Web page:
By Bryan A. Banks, Stacey Blersch, Patty Chappel, Amanda Rees, and Eric Spears
With much of academe facing financial losses, hiring freezes, and fall-semester uncertainties, it’s unclear how much faculty hiring will actually be done in the months ahead. But if your department does get an opportunity to fill a critical hire, or if — like us — your search was approved just before Covid-19 disrupted the world, you will have to rethink almost every aspect of the hiring process to fit the new norms of social distancing and remote work.
Once we got the go-ahead from the administration, the five of us were involved in the search to fill an opening for an assistant professor of geography (with an emphasis on GIS and community geography) here at Columbus State University, in Georgia. We had already conducted the initial interviews by Skype before social distancing became our national mantra. Little did we know that remote communication would become the primary medium for our entire search process.
Unlike some faculty searches that were suspended in the wake of Covid-19, ours was allowed to proceed. We wanted to make our virtual hiring process as inclusive and connected to our students and colleagues as technology would allow. The makeover involved jettisoning some parts of the traditional on-campus interview and adapting other elements to abide by the new social-distancing rules governing all of our lives.
Over spring break, and in the following week (with the university closed for our transition to remote learning), we redesigned the on-campus interview. The result was a successful search with our new hire starting in the fall. Here are the five lessons we learned that may be of use if your department is lucky enough to run a faculty search in the coming months.
Record a video tour of your campus. An on-campus interview is about a candidate and a department assessing how well they fit one another, but it’s also about allowing candidates to assess the campus itself and the surrounding area. We certainly couldn’t bring in all three finalists for the usual tour.
In any search, it can be hard to pin down how big a factor location is to candidates. Our campus is in Columbus, Ga. — a city that, while it has a lot to offer, is not a place that most applicants know much about. Columbus is not New York City. Some candidates are interested in our area before they arrive in town, and others need to be convinced.
Since we couldn’t do that in person this time, we offered our finalists a virtual tour of those spaces most often traversed by the university’s faculty. A member of the search committee drove around — with a phone attached to the dashboard — filming campus buildings and neighborhoods where most faculty members reside. Our virtual tour hit new and old homes, apartment buildings, local businesses, and parks. We aimed to give candidates a sense of the pathways, both personal and professional, they would travel if hired.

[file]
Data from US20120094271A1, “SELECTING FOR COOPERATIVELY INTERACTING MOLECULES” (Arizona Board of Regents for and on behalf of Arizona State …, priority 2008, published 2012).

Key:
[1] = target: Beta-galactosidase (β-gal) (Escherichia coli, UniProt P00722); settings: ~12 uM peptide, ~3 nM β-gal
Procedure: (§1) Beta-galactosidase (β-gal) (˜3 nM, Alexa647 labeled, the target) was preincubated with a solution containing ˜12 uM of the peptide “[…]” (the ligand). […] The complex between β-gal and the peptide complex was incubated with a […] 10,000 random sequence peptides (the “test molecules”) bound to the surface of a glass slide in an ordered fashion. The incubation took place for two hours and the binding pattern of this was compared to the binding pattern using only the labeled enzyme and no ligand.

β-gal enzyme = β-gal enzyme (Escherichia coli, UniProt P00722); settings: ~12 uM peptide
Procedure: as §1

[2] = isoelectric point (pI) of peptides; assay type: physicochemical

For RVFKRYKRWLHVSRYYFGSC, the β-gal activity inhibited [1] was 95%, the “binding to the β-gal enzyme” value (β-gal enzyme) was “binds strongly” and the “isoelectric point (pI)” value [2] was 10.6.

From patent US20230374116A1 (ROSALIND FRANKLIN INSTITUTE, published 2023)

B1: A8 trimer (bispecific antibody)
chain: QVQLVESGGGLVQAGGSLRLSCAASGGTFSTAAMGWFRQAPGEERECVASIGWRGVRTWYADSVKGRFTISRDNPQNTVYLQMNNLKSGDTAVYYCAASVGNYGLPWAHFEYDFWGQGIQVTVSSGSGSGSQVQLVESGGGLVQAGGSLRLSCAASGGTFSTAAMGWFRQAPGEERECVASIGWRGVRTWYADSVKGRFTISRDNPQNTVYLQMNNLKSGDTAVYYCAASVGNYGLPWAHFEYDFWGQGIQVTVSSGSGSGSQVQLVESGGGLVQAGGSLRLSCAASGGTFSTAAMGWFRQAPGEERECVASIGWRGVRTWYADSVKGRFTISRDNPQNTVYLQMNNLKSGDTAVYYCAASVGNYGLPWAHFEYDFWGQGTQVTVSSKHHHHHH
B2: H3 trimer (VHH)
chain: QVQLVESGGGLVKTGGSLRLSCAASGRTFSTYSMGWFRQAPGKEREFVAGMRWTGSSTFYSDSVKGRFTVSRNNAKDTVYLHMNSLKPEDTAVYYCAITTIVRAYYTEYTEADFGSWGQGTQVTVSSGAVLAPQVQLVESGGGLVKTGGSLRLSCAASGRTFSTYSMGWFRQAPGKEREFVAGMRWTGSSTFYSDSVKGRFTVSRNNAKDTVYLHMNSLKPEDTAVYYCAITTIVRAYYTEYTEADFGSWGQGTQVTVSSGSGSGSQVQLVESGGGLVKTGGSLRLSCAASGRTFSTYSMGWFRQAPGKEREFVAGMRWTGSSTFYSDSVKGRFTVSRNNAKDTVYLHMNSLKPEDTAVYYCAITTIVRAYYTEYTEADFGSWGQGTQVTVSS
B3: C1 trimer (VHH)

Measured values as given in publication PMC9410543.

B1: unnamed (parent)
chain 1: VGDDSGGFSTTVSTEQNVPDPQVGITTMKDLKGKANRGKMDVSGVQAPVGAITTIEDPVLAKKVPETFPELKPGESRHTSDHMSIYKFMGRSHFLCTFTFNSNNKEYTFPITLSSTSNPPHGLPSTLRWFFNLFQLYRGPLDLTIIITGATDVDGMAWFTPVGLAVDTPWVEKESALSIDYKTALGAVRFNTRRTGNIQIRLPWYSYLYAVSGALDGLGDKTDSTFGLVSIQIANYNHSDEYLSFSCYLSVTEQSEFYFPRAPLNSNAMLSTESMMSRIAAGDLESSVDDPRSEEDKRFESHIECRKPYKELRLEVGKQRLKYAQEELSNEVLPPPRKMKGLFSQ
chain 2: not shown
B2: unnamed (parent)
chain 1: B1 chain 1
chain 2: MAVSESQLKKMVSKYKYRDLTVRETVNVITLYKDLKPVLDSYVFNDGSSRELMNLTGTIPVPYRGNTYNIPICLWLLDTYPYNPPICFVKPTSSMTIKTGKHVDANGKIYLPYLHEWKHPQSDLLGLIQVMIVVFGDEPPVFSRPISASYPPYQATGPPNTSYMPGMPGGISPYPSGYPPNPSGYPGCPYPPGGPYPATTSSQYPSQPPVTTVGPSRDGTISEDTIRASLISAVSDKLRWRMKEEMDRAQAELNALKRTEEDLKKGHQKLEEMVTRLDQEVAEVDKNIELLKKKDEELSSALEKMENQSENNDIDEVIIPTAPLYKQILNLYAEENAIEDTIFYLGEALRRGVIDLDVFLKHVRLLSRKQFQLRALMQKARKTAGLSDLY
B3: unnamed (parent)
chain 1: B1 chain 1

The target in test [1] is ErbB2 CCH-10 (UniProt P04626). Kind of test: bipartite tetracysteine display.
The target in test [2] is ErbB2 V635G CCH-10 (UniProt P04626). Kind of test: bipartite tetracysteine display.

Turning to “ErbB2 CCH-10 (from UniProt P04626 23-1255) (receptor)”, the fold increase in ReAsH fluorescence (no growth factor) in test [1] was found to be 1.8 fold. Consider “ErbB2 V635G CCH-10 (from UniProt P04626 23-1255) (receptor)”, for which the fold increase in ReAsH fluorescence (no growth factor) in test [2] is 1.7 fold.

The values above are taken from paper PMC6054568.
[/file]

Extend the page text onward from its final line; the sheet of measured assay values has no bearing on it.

That said, we didn’t want to create a false impression of the place. Conscious that what we were creating was, in effect, an advertisement for a very selective vision of our city, we added commentary. We had a historian on the search committee, so we covered the city’s long history and tried to anticipate the candidates’ questions. White flight and suburbanization shaped the urban geography of this city, and, given the community-geography focus of the position, we wanted to make sure that the candidates got an accurate sense of the place where they would be working.
Include a mix of people in your "on-campus" interviews. During most campus visits, job candidates get a chance to meet a variety of students, staff members, and faculty members over the course of two days. A Zoom interview with the search committee does not allow for such a breadth of representation, so you need to find new ways to give candidates a broad sense of the institution and the department they would be joining.
To that end, our department’s administrative assistant organized and hosted a digital lunch with the candidates and students in our program. We gave students copies of each candidate’s CVs, letters of interest, and teaching philosophies (with personal information excised), and asked them to draft questions ahead of time. Through round-robin-style Q&A sessions, students and candidates sized each other up, had frank conversations about teaching, and learned more about the candidates’ research interests and hobbies.
We also scheduled remote chats for candidates to talk with upper-level administrators, the department chair, and HR officers.